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Re-purposing a Lawn

Last week something happened to Sandy Young’s front lawn.  It got smaller.  Or rather, part of it became a vegetable garden.

Sandy had been wanting to decrease her carbon footprint for awhile and decided that she could save some gas money driving to and from the grocery store (even though she already drives a Prius) by growing vegetables on her front lawn.  She had been entertaining the idea of ripping out part of her lawn, and after taking a class in the Gardenerd Organic Gardening Series, she decided to put what she learned into practice.

Sandy is a do-it-yourself kind of woman. She already has done some fantastic work on her yard, but needed a little help getting raised beds installed and planted.  After a consultation, we came up with a plan for two raised beds that would house tomatoes, peppers, squash, melons, lettuces, herbs and some root vegetables.

Here’s Sandy’s house before the project started:










Once we agreed on a design and plant layout, we put together a master list of materials, hardware, soil amendments and plants.  Sandy and her husband wanted to purchase the materials ahead of time so that the installation could happen in one day.  Aside from the fact that Los Angeles was somehow completely devoid of Vermiculite during the week Sandy went shopping for materials, the process went over seamlessly.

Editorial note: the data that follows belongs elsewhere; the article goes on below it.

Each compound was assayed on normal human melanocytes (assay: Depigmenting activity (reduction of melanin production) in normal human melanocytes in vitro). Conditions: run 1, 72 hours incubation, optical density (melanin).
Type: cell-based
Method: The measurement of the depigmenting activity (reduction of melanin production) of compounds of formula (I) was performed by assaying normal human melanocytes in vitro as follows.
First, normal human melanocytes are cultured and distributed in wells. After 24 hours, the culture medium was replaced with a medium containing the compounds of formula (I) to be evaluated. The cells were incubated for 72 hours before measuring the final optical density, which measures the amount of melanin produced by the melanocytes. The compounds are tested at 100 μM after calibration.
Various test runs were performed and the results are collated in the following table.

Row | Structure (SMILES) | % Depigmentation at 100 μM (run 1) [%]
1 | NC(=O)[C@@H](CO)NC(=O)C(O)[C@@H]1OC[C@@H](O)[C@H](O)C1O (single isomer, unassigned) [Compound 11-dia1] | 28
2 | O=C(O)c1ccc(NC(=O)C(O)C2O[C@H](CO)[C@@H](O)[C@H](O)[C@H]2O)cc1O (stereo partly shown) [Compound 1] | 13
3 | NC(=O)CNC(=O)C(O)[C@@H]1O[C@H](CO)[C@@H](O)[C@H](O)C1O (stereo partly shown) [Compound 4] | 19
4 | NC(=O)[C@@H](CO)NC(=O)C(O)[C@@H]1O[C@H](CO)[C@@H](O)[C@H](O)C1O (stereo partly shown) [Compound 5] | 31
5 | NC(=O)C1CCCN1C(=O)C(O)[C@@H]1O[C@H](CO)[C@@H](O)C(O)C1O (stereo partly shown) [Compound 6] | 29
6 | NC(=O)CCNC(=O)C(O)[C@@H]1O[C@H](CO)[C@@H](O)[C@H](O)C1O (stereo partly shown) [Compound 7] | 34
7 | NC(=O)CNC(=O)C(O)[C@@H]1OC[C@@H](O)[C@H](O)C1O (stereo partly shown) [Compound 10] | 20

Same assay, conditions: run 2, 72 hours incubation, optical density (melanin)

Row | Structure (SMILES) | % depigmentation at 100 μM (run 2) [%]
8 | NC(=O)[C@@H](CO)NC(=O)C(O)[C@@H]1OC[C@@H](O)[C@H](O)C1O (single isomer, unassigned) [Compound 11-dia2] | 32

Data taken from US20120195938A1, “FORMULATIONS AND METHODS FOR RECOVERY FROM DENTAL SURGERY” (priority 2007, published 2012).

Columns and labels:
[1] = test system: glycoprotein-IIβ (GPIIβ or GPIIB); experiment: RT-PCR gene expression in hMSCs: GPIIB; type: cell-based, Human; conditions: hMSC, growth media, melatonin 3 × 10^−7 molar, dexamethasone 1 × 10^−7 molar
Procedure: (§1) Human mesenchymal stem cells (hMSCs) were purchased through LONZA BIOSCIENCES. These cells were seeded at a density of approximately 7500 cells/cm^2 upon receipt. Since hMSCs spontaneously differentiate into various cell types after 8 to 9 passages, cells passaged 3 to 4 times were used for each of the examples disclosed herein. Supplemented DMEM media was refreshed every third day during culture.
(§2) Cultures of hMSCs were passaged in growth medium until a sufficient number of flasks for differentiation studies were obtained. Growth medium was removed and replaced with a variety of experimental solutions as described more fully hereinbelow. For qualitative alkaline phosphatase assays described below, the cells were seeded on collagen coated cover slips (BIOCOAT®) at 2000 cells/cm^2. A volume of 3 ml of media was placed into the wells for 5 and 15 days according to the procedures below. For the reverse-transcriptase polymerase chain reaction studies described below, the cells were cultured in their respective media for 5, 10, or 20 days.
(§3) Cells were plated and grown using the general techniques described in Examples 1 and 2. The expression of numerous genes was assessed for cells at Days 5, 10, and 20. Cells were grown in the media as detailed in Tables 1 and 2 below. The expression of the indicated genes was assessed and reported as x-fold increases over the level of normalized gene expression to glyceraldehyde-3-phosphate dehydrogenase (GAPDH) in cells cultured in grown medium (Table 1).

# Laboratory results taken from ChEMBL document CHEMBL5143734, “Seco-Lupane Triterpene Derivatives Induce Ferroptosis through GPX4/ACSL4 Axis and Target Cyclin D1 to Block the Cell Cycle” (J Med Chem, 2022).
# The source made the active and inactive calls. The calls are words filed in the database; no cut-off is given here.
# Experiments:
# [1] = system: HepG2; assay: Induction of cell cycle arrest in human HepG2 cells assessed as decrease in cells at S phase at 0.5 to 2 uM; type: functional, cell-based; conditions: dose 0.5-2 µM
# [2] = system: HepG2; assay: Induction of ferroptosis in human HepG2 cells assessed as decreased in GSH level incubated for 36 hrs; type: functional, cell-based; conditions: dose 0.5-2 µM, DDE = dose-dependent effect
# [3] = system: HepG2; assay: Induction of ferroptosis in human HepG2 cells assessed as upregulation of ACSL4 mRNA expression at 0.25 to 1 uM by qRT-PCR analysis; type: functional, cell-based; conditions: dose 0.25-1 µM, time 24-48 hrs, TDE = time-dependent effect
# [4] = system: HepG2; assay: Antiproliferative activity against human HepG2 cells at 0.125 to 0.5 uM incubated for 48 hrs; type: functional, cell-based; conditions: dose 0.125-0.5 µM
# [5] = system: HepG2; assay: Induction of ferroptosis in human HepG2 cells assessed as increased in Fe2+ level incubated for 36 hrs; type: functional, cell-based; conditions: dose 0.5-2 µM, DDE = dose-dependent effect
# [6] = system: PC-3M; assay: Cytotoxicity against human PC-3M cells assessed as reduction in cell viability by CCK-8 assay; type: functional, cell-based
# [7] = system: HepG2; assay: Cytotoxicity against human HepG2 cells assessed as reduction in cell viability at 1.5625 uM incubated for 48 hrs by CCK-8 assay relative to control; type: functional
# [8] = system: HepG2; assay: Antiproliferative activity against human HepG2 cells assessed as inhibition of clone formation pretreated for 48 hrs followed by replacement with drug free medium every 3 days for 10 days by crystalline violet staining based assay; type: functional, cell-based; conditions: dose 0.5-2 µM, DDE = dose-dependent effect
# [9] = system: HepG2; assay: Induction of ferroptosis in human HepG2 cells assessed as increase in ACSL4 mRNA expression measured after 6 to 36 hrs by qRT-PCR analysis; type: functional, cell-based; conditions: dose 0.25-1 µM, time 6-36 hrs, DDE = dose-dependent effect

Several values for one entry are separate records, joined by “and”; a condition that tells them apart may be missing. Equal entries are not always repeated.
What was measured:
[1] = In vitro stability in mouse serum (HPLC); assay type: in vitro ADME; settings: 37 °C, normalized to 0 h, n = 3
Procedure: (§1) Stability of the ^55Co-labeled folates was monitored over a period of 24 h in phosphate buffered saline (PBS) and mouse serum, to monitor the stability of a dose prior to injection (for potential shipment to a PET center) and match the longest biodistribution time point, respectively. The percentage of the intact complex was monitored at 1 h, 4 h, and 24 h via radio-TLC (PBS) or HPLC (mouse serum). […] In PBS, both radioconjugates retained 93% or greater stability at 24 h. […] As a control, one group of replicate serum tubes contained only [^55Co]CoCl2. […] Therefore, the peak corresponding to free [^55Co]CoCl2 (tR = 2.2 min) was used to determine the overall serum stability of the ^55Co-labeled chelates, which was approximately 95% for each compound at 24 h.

The crew arrived at 8:15 to start capping off sprinklers:










They measured the area and started removing the grass.  Since we weren’t sure what was used on the lawn as far as chemicals go, we brought in all new soil amendments and built the beds right on top of the existing soil.










At the end of the day, Sandy was presented with her new vegetable garden, complete with instructions about the irrigation system from the crew.
















Sandy planted some radish, green onion, and carrot seeds in between the transplants that she bought at the nursery.  When last we spoke, the radish seeds had sprouted already.  Ah- instant gratification.

Her plan is to cover the remaining grass with mulch if it dies off, but now she no longer has to dedicate water to that section of the lawn.  Thank you, Sandy, for boldly re-purposing your front lawn!  Keep us posted on your progress.

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